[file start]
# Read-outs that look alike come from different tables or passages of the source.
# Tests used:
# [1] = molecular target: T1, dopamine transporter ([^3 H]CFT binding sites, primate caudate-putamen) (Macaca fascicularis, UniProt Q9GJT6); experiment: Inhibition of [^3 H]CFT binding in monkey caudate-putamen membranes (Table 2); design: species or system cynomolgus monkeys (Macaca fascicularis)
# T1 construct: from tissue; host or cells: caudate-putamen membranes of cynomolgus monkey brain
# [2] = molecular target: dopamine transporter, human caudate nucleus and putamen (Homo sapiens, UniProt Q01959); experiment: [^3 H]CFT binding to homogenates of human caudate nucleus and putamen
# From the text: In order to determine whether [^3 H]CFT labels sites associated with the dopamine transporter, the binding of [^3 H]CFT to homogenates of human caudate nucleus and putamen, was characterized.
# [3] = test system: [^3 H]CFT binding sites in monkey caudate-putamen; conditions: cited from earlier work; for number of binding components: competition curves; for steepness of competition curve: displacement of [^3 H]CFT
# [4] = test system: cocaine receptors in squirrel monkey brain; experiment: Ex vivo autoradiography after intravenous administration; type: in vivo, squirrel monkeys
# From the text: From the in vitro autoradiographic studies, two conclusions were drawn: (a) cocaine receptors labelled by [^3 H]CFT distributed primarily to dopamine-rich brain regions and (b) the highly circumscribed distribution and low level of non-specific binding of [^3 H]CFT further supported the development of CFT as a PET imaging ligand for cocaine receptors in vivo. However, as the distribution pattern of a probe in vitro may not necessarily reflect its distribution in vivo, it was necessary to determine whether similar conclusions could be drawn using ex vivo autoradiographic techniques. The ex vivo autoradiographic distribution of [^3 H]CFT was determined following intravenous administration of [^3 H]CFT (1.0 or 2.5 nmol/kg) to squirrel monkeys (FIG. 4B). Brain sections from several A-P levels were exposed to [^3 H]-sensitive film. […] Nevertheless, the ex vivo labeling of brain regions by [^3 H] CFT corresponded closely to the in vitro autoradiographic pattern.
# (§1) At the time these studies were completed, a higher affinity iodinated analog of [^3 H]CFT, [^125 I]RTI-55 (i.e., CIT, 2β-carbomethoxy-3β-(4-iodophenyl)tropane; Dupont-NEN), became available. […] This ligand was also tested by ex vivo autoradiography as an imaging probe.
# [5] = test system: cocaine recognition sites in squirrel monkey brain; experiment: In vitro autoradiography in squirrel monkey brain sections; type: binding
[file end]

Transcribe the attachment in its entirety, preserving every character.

# Read-outs that look alike come from different tables or passages of the source.
# Tests used:
# [1] = molecular target: T1, dopamine transporter ([^3 H]CFT binding sites, primate caudate-putamen) (Macaca fascicularis, UniProt Q9GJT6); experiment: Inhibition of [^3 H]CFT binding in monkey caudate-putamen membranes (Table 2); design: species or system cynomolgus monkeys (Macaca fascicularis)
# T1 construct: from tissue; host or cells: caudate-putamen membranes of cynomolgus monkey brain
# [2] = molecular target: dopamine transporter, human caudate nucleus and putamen (Homo sapiens, UniProt Q01959); experiment: [^3 H]CFT binding to homogenates of human caudate nucleus and putamen
# From the text: In order to determine whether [^3 H]CFT labels sites associated with the dopamine transporter, the binding of [^3 H]CFT to homogenates of human caudate nucleus and putamen, was characterized.
# [3] = test system: [^3 H]CFT binding sites in monkey caudate-putamen; conditions: cited from earlier work; for number of binding components: competition curves; for steepness of competition curve: displacement of [^3 H]CFT
# [4] = test system: cocaine receptors in squirrel monkey brain; experiment: Ex vivo autoradiography after intravenous administration; type: in vivo, squirrel monkeys
# From the text: From the in vitro autoradiographic studies, two conclusions were drawn: (a) cocaine receptors labelled by [^3 H]CFT distributed primarily to dopamine-rich brain regions and (b) the highly circumscribed distribution and low level of non-specific binding of [^3 H]CFT further supported the development of CFT as a PET imaging ligand for cocaine receptors in vivo. However, as the distribution pattern of a probe in vitro may not necessarily reflect its distribution in vivo, it was necessary to determine whether similar conclusions could be drawn using ex vivo autoradiographic techniques. The ex vivo autoradiographic distribution of [^3 H]CFT was determined following intravenous administration of [^3 H]CFT (1.0 or 2.5 nmol/kg) to squirrel monkeys (FIG. 4B). Brain sections from several A-P levels were exposed to [^3 H]-sensitive film. […] Nevertheless, the ex vivo labeling of brain regions by [^3 H] CFT corresponded closely to the in vitro autoradiographic pattern.
# (§1) At the time these studies were completed, a higher affinity iodinated analog of [^3 H]CFT, [^125 I]RTI-55 (i.e., CIT, 2β-carbomethoxy-3β-(4-iodophenyl)tropane; Dupont-NEN), became available. […] This ligand was also tested by ex vivo autoradiography as an imaging probe.
# [5] = test system: cocaine recognition sites in squirrel monkey brain; experiment: In vitro autoradiography in squirrel monkey brain sections; type: binding